Throughout the 356 model’s seventeen year run, Porsche gave such colorful names as Model America, Spyder, Speedster, Roadster, Cabriolet, and Convertible D to their open air cars. When the Porsche 911 made its debut at the Frankfurt International Auto Show in September, 1963, no open air version was offered. At the same show two years later, Porsche suggested their future intentions when they unveiled a 1965 912 Targa, however, it would take another year to perfect the concept. When it came time to devise an open-air variant of their 9-series car, Porsche lacked the resources to develop an entirely new body work that could maintain its rigidity despite the lack of a fixed roof. To solve this problem, Porsche spanned the car’s cockpit with a fixed, steel, roll bar, which provided enough stiffness to avert further costly structural alterations to the original coupe design, thus was born a car that was neither coupe nor convertible, but an entirely new creation. The name Targa, which translates to badge or shield, was selected as a tribute to the Targa Florio, an Italian race where Porsche was able to prove its philosophy that power was only one component of winning. On the tight, winding roads of Sicily, high up in the mountains above Palermo, the superb balance and handling abilities of Porsche’s cars allowed them to consistently dominate their more powerful and heavier competition, namely Ferrari. When it came time to name their new open-air car creation, and in keeping with their tradition of devising colorful names for their open air cars, Porsche quickly secured the Targa name as a registered trademark.
Another advantage the Targa concept offered, was that it made it easier for Porsche to comply with ever-increasingly stringent safety standards and regulations of the American market, which were especially challenging for convertibles. Although not all purists were satisfied with Porsche’s new “safety convertible cabriolet” its built-in steel roll bar did reduce the rattles and squeaks that are typical with open air cars, and it also reduced wind whipping in the cockpit thus ensuring the dramatic hairdos of the era stayed in place. Consistent with Porsche’s obvious “form and function” design, the steel bar was sheathed in a matte or brushed, gleaming, stainless steel cover with subtle gold “Targa” script.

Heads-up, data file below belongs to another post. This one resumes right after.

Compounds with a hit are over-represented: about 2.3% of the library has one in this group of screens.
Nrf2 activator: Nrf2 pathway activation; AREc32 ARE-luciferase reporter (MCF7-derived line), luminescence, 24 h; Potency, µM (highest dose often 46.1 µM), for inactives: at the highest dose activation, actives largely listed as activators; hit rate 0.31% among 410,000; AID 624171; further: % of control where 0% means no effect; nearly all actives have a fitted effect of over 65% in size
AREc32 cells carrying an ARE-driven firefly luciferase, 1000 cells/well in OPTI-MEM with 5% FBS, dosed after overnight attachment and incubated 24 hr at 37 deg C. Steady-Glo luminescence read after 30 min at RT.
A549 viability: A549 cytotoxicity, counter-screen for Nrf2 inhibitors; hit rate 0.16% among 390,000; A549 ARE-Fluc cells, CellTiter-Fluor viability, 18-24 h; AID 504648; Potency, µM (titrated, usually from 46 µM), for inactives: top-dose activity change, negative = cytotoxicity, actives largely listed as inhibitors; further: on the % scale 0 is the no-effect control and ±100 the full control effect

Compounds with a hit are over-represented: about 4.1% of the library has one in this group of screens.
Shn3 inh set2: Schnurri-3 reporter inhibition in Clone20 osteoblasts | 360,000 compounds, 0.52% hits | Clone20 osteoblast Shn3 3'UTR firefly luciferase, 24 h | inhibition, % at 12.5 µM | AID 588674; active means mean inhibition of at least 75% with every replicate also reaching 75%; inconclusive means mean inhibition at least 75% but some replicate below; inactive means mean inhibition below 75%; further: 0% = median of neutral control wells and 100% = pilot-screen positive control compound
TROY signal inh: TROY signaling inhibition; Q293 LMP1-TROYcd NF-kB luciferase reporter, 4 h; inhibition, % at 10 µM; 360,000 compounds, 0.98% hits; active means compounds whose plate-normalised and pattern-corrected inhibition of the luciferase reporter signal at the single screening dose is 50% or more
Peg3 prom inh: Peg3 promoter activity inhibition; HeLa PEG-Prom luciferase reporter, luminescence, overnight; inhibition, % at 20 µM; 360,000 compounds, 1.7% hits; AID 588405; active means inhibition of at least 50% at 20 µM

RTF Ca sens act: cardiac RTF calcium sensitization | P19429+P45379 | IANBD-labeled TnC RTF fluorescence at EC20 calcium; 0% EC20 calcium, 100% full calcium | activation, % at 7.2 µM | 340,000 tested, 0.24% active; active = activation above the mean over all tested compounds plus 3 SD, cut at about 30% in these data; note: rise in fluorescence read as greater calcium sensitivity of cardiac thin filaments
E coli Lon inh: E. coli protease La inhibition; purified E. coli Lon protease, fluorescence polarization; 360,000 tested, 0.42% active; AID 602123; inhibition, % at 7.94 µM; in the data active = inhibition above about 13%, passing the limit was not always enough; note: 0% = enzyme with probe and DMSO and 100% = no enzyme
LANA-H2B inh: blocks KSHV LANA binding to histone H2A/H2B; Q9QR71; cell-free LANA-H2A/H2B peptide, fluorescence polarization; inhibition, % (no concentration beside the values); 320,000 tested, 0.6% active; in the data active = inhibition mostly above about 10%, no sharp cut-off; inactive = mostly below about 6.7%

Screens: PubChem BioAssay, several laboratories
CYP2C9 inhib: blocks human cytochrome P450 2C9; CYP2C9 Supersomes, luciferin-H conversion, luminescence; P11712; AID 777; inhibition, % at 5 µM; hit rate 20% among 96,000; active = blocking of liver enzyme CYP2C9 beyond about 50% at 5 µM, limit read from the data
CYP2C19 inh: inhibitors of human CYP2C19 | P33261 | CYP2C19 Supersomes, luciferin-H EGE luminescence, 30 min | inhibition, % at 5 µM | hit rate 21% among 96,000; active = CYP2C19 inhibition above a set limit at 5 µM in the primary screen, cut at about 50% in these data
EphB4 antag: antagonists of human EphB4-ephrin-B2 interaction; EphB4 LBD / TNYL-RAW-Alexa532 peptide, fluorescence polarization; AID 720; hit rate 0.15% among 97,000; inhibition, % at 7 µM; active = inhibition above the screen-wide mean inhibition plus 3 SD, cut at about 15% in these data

Originally Porsche only allocated 12.7% of its Type 901 series production totals to be Targas (which includes both 911 and 912 models) namely because the Targa was priced higher than the coupes, which Porsche thought would curb demand. As it turned out, the public, and the U.S. market in particular, wanted more Targas, and so production was soon increased. According to Porsche records, 2,562 912 Targas were built, which equates to about 8% of all 912s. All 912 Targas were built at the Stuttgart-Zuffenhausen plant while, whereas many coupe bodies were sub-contracted to be built by Karmann. Most of the Targas coming off the production line at the end of 1966 were 911s with only three 912’s reported. There is a fabled photo of the 100,000th Porsche built, a 912 Targa, shown in ‘Polizei’ (Police) trim. Of the 40 or so Porsches-delivered to Belgium and German Autobahn Polizei, most were 912 Targas. It was late 1967 before 912 Targas were exported to the U.S. These early cars had the characteristic removable “Targa top” that could be folded and stowed in the bonnet.